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Transgenerational inheritance of sexual attractiveness via small RNAs enhances evolvability in C. elegans.

Authors
  • Toker, Itai Antoine1
  • Lev, Itamar2
  • Mor, Yael3
  • Gurevich, Yael4
  • Fisher, Doron5
  • Houri-Zeevi, Leah5
  • Antonova, Olga5
  • Doron, Hila5
  • Anava, Sarit5
  • Gingold, Hila5
  • Hadany, Lilach4
  • Shaham, Shai6
  • Rechavi, Oded7
  • 1 Department of Neurobiology, Faculty of Life Sciences & Sagol School of Neuroscience, Tel Aviv University, Tel Aviv, Israel. Electronic address: [email protected] , (Israel)
  • 2 Department of Neurobiology, Faculty of Life Sciences & Sagol School of Neuroscience, Tel Aviv University, Tel Aviv, Israel. Electronic address: [email protected] , (Israel)
  • 3 Department of Neurobiology, Faculty of Life Sciences & Sagol School of Neuroscience, Tel Aviv University, Tel Aviv, Israel. Electronic address: [email protected] , (Israel)
  • 4 School of Plant Sciences and Food Security, Faculty of Life Sciences, Tel Aviv University, Tel Aviv, Israel. , (Israel)
  • 5 Department of Neurobiology, Faculty of Life Sciences & Sagol School of Neuroscience, Tel Aviv University, Tel Aviv, Israel. , (Israel)
  • 6 Laboratory of Developmental Genetics, The Rockefeller University, New York, NY, USA.
  • 7 Department of Neurobiology, Faculty of Life Sciences & Sagol School of Neuroscience, Tel Aviv University, Tel Aviv, Israel. Electronic address: [email protected] , (Israel)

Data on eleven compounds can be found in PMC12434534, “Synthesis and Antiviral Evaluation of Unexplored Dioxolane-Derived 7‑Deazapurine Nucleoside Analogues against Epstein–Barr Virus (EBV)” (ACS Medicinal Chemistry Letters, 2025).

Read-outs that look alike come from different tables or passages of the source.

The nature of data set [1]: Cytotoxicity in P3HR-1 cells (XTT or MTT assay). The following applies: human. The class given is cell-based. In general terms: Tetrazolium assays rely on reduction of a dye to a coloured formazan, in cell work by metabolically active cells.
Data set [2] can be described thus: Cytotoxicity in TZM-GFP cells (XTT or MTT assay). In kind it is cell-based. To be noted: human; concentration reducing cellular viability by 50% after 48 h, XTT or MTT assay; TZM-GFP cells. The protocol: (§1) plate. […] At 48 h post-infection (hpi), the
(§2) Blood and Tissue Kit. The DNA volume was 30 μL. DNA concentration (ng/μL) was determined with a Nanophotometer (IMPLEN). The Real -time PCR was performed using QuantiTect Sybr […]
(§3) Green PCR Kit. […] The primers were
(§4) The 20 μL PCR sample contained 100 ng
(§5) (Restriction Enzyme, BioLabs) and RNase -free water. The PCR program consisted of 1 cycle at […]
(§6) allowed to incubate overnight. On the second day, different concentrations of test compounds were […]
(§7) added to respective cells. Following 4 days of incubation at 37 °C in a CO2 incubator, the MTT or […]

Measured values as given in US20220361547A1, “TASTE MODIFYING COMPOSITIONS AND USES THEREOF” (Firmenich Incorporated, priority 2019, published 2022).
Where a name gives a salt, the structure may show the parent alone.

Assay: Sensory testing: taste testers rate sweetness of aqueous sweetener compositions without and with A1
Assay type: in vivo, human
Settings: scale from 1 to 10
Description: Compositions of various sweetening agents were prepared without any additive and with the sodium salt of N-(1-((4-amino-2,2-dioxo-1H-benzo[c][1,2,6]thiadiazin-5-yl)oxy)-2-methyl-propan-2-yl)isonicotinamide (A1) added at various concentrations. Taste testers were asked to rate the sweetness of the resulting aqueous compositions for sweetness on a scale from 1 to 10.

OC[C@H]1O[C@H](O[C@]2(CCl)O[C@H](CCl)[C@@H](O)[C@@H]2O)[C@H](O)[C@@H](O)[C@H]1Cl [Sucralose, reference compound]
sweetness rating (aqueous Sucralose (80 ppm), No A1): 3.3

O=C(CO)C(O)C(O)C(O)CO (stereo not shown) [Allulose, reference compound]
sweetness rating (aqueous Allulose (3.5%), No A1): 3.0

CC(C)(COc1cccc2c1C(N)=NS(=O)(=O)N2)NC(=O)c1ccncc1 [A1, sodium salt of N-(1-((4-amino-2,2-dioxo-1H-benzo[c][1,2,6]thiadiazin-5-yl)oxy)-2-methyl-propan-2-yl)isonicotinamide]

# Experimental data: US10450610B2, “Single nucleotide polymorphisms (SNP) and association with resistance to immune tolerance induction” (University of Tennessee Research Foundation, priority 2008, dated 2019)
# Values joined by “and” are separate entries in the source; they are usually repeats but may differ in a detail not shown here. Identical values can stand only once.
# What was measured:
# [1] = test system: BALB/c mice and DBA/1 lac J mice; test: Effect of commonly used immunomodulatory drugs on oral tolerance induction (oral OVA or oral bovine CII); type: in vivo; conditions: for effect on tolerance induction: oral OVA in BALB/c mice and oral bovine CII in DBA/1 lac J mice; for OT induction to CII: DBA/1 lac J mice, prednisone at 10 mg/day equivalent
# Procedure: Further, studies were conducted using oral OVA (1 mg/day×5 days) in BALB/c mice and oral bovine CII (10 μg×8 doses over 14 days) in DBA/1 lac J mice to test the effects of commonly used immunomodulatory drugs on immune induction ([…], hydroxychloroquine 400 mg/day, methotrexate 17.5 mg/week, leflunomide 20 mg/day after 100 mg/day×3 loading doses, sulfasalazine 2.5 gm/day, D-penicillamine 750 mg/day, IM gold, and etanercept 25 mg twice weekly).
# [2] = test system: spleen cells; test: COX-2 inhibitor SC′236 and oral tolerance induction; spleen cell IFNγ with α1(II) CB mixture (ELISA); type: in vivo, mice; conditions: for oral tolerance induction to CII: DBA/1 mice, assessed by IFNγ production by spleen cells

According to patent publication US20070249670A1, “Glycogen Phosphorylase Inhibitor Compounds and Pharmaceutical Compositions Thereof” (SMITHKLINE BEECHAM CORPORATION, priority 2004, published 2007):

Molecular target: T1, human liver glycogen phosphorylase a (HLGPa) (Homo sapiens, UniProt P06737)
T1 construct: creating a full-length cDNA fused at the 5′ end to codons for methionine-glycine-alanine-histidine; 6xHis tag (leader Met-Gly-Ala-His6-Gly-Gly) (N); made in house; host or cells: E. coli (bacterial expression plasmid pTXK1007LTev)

Type
Published Article
Journal
Developmental cell
Publication Date
Feb 07, 2022
Volume
57
Issue
3
Identifiers
DOI: 10.1016/j.devcel.2022.01.005
PMID: 35134343
Source
Medline
Keywords
Language
English
License
Unknown

Abstract

It is unknown whether transient transgenerational epigenetic responses to environmental challenges affect the process of evolution, which typically unfolds over many generations. Here, we show that in C. elegans, inherited small RNAs control genetic variation by regulating the crucial decision of whether to self-fertilize or outcross. We found that under stressful temperatures, younger hermaphrodites secrete a male-attracting pheromone. Attractiveness transmits transgenerationally to unstressed progeny via heritable small RNAs and the Argonaute Heritable RNAi Deficient-1 (HRDE-1). We identified an endogenous small interfering RNA pathway, enriched in endo-siRNAs that target sperm genes, that transgenerationally regulates sexual attraction, male prevalence, and outcrossing rates. Multigenerational mating competition experiments and mathematical simulations revealed that over generations, animals that inherit attractiveness mate more and their alleles spread in the population. We propose that the sperm serves as a "stress-sensor" that, via small RNA inheritance, promotes outcrossing in challenging environments when increasing genetic variation is advantageous. Copyright © 2022 The Authors. Published by Elsevier Inc. All rights reserved.

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